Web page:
I’d also suggest keeping your cell phone and charger next to your bed (rather than next to the front door, etc.) in case the bad guys decide to cut your phone lines and power before they break in.

Lastly, get good training and most important of all – Have a plan.  Also have a backup plan for when the first one doesn’t work.

I realize this is ‘preaching to the choir’ for many, but for those who find this article looking for the CAR KEYS! email, please think about all possible measures to ensure your safety.

BTW: CPR lessons, first aid kits, smoke alarms, fire extinguishers and a good stock of canned food are also handy to have as ‘security measures’.

How to: Home Built Target Stands

I have been looking to build some target stands for a while now.  With the pre-made versions selling for as much as $60, I’d rather fabricate my own and have more money free to buy ammo.   Up until yesterday, I thought that I would use the steel angle iron from an old bed frame for the project. However, that was until I stumbled on the ‘scrap wood’ bargain bin at the local Home Despot.  In a fortunate case of being in the right place at the right time, I happened upon four 2’x4′ sheets of half-inch double-sided paneling for the outrageous price of $0.51 each!  [I think that they normally sell for about $10 each.]

With little more than the paneling, a scrap of 2″x 10″ pine in my garage, a circle saw and a hand full of deck screws I was able to fashion 5 target stands for under $10.00 (most of which was the cost of the screws).

The materials.

The materials.

Using a speed square, circle saw, and a field expedient work surface, cut the paneling (can substitute plywood) into 9″ x 24″ strips and the pine board into 2 5/8″ blocks.  I sanded all cuts with a ‘sanding sponge’ to make the stands easier on the hands when assembled.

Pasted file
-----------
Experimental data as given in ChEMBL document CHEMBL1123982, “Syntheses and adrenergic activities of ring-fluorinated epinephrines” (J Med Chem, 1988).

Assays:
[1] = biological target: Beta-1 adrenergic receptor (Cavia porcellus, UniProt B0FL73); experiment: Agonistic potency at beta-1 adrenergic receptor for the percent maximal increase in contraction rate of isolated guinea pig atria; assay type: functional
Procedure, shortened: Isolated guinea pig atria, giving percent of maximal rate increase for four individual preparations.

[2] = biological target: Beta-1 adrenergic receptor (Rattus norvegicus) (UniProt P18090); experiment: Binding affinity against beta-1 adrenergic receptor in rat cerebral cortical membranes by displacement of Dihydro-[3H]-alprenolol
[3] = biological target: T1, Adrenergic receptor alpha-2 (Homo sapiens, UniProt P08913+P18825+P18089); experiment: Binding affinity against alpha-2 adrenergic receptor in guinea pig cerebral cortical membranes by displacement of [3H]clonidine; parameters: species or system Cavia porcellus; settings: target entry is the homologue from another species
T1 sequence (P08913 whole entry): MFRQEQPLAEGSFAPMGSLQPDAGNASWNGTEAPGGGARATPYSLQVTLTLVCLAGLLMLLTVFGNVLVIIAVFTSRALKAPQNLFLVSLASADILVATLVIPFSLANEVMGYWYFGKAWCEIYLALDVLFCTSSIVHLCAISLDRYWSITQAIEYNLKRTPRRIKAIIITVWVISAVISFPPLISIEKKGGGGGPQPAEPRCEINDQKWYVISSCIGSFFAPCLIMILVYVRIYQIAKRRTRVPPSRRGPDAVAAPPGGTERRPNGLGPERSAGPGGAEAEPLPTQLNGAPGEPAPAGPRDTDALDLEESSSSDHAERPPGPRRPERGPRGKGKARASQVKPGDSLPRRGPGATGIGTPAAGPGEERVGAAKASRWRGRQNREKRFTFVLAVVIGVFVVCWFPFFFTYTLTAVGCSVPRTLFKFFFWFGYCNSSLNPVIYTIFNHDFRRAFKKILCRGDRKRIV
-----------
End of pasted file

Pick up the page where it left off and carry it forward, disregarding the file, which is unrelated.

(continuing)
Strips and blocks

Strips and blocks

Pre-assemble with glue and clamp into a shallow box.  The long slot in the middle should be just under 19″ wide.  Pre-drill holes for screws  (prevents splitting)  at 1″ in and 1″ up from bottom edge and 1″ in and 1 1/2″ from top.  Flip the box and do the same again.  Use 2″ deck screws to secure.

Shallow boxes.  Long slot allows for different widths of target.

Shallow boxes. Long slot allows for different widths of target.

For the feet of the stand, cut paneling into 7 1/2″ x 24″ planks.  Find the center and mark perpendicular line with speed square.  Mark screw positions at 2.5″, 4.5″ and 6.5″ from bottom edge.  (At this point I chose to cut the upper corners of the feet at 45 degree angles for cosmetics and to save possibly scraped ankles.)  Find centers of small edge of the assembled shallow boxes and mark at same distances.  Pre-drill for screws.  Apply glue and attach feet with deck screws.

Finished Target Stands

Finished Target Stands

How do they work?  Pretty darn good; with a base of 24″ square and made of solid wood they are very stable.  I set up a homemade cardboard target, cut from a furniture box, stapled to 1″x 2″ furring strips.  There was a little play front-to-back due to the depth of the slot (using 2″ thick boards as spacers) .  To solve this I used cutting scraps of paneling as wedges.  Next time I’ll try stapling the target to the 1″ side of the furring strips instead of the 2″ side.

Target Fixed and Ready

Target Fixed and Ready

Not wanting to wait to get to the range to test the stands I loaded up my Airsoft 1911 (KJ Works GBB-614) and thoroughly enjoyed the fruits of my labor.  Front sight, press, smile, repeat.

Update:  They also stack for storage.

Stackable for storage

Stackable for storage